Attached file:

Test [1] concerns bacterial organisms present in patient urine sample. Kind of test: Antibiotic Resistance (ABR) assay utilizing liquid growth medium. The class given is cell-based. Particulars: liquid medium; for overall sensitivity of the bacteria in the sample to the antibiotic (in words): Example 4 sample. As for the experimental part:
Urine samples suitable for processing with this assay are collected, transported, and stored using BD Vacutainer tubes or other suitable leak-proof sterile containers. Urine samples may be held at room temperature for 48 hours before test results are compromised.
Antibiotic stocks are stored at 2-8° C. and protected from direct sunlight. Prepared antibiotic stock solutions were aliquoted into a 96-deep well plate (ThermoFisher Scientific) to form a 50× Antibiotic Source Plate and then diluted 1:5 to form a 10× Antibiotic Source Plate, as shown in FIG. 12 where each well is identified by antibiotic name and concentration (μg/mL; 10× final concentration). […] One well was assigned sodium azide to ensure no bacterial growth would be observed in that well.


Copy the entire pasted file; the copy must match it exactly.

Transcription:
Test [1] concerns bacterial organisms present in patient urine sample. Kind of test: Antibiotic Resistance (ABR) assay utilizing liquid growth medium. The class given is cell-based. Particulars: liquid medium; for overall sensitivity of the bacteria in the sample to the antibiotic (in words): Example 4 sample. As for the experimental part:
Urine samples suitable for processing with this assay are collected, transported, and stored using BD Vacutainer tubes or other suitable leak-proof sterile containers. Urine samples may be held at room temperature for 48 hours before test results are compromised.
Antibiotic stocks are stored at 2-8° C. and protected from direct sunlight. Prepared antibiotic stock solutions were aliquoted into a 96-deep well plate (ThermoFisher Scientific) to form a 50× Antibiotic Source Plate and then diluted 1:5 to form a 10× Antibiotic Source Plate, as shown in FIG. 12 where each well is identified by antibiotic name and concentration (μg/mL; 10× final concentration). […] One well was assigned sodium azide to ensure no bacterial growth would be observed in that well.